Lothal : is one of the most prominent cities of the ancient Indus valley civilization. Located in the modern state of Gujarat and dating from 2400 BCE, it is one of India’s most important archaeological site that dates from that era. Discovered in 1954, Lothal was excavated from February 13, 1955 to May 19, 1960 by the Archaeological Survey of India (ASI).
Lothal’s dock—the world’s earliest known—connected the city to an ancient course of the Sabarmati river on the trade route between Harappan cities in Sindh and the peninsula of Saurashtra when the surrounding Kutch desert of today was a part of the Arabian Sea. It was a vital and thriving trade centre in ancient times, with its trade of beads, gems and valuable ornaments reaching the far corners of West Asia and Africa.
Lothal’s people were responsible for the earliest-known portrayals of realism in art and sculpture, telling some of the most well-known fables of today. Its scientists used a shell compass and divided the horizon and sky into 8–12 whole parts, possibly pioneering the study of stars and advanced navigation—2000 years before the Greeks. The techniques and tools they pioneered for bead-making and in metallurgy have stood the test of time for over 4000 years.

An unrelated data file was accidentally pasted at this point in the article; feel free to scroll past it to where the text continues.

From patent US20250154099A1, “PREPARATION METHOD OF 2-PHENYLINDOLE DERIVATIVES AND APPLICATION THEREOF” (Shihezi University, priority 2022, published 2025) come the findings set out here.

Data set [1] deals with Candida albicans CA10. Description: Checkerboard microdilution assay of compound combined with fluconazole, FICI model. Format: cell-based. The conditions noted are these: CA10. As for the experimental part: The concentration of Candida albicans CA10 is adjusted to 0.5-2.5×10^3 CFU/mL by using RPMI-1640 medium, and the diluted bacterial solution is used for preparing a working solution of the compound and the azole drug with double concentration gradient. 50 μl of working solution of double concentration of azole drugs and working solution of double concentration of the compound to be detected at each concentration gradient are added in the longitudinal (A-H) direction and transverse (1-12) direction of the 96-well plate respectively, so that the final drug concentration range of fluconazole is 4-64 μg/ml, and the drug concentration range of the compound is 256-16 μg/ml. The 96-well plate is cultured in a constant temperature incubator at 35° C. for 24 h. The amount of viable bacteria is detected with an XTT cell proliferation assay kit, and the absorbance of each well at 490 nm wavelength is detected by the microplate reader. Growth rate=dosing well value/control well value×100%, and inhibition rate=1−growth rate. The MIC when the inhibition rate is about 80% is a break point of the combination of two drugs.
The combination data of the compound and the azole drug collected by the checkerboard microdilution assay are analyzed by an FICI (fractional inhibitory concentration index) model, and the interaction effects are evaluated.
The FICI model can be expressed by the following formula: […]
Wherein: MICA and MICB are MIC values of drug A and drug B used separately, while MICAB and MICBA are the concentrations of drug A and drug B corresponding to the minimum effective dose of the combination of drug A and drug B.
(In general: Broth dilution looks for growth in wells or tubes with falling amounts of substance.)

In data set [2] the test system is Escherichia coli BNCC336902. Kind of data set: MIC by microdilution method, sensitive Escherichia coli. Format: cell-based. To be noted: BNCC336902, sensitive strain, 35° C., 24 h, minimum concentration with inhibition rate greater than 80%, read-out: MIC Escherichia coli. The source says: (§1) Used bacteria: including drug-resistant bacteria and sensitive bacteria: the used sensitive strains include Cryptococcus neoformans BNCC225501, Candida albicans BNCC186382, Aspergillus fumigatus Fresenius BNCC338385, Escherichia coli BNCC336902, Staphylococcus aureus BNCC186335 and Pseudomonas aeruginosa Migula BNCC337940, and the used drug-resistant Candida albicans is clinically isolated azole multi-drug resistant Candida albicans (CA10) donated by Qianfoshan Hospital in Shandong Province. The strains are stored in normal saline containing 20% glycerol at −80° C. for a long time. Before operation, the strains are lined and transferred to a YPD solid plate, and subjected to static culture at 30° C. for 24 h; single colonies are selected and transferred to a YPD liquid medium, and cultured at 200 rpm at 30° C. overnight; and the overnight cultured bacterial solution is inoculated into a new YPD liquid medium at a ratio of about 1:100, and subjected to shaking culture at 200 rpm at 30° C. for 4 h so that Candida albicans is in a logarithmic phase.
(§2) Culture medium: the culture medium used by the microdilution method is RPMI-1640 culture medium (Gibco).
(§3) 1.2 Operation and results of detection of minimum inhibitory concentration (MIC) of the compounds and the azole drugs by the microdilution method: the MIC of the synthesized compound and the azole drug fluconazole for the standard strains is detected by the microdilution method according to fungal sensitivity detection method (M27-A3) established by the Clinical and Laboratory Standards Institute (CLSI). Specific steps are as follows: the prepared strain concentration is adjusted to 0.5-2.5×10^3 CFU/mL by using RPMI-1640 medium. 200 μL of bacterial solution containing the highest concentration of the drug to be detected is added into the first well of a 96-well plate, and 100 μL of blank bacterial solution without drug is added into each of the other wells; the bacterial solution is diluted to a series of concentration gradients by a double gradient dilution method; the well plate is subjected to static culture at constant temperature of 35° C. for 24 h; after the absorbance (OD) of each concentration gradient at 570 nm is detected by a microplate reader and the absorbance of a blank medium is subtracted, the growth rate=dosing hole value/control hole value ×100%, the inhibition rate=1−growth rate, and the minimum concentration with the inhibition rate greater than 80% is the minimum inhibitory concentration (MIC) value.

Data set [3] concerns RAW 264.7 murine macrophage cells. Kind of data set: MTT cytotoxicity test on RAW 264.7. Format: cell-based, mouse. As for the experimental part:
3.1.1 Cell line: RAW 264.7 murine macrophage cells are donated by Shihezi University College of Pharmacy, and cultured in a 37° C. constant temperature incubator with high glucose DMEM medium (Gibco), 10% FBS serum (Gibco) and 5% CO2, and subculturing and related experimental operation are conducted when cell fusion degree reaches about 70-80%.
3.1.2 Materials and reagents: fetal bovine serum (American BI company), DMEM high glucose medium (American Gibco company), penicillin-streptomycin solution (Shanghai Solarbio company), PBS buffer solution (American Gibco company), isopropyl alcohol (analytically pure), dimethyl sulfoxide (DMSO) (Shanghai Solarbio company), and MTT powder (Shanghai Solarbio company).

Lothal is situated near the village of Saragwala in the Dholka taluka of Ahmedabad district. It is at a distance of six kilometres (south-east) from the Lothal-Bhurkhi railway station on the Ahmedabad-Bhavnagar railway line. It is also connected by all-weather roads to the cities of Ahmedabad (85 km/53 mi), Bhavnagar, Rajkot and Dholka.